HARRISBURG — Wyalusing Superintendent Dr. Jason Bottiglieri was one of many officials who helped Gov. Tom Wolf celebrate the state’s new rural broadband authority on Wednesday and outline steps being taken at the federal level to bring internet connectivity to the north level.
Bottiglieri participated in Wednesday’s press conference as a representative of the Pennsylvania Association of Rural and Small Schools. He was joined by state lawmakers, lobbyists and other state officials praising the passage of legislation establishing authority in the state Capitol.
“I stand here to highlight the high-speed internet disparity that exists across the Commonwealth,” Bottliglieri said. “Our children and our families have seen the damage caused by the digital divide in our underserved communities.”
Bottiglieri pointed to the fact that the Wyalusing School District has distributed 200 cellular hotspots to families in the district, but noted that the flow of funds from the Emergency Connectivity Fund that has contributed so much to the effort will eventually expire. and that a more permanent solution is needed.
“These families will then be back in an unserved status and these students will miss homework and have limited opportunities for independent research and inquisition.”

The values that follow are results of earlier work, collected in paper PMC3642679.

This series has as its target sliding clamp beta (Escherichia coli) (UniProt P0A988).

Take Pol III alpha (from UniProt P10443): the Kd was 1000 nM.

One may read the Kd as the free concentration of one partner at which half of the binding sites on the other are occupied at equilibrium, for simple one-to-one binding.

Expanding broadband statewide would be more than just schoolwork, Bottiglieri said. For example, people could better access telehealth services. The superintendent also pointed to a school bus accident he had responded to where communication and response was affected by lack of connectivity.
“As educators, we are responsible for developing students who are college and career ready,” Bottiglieri said, “21st century learners want to collaborate with their peers, connect with their communities, and develop relationships with future employers around the world All of this requires connectivity.
Bottiglieri concluded with his support for state efforts to expand broadband. “Ensuring equitable access to reliable high-speed Internet is absolutely essential for Pennsylvania today and for our future. We thank and support the governor and legislators for their work to ensure this barrier is removed. »
The push to expand broadband across the state was a rare bipartisan effort in Harrisburg with Bill 96 of 2021, which establishes the Rural Broadband Authority, passing the state legislature with unanimous approval. State Representative Martin Causer (R-67), who was a strong advocate of authority, echoed Bottiglieri’s statements. “Believe it or not, we disagree on some things in this building. But, this is one thing we absolutely agree on. Broadband is a necessity, not a luxury.
The Rural Broadband Authority will work to coordinate and consolidate state efforts and federal funds to bring reliable, inexpensive high-speed Internet service to underserved communities.
Wolf mentioned that $100 million in federal funds specifically earmarked for broadband expansion will come to Pennsylvania, which the authority will oversee. The funding will be used to build new towers and traffic lines as well as provide other amenities and services.
The Department of Community and Economic Development will create a website with the latest information.
Wolf was unable to commit to a timeline for the federal funds to be made available, but noted that Pennsylvania forming such a body as the authority puts it further ahead in the process than many others. States.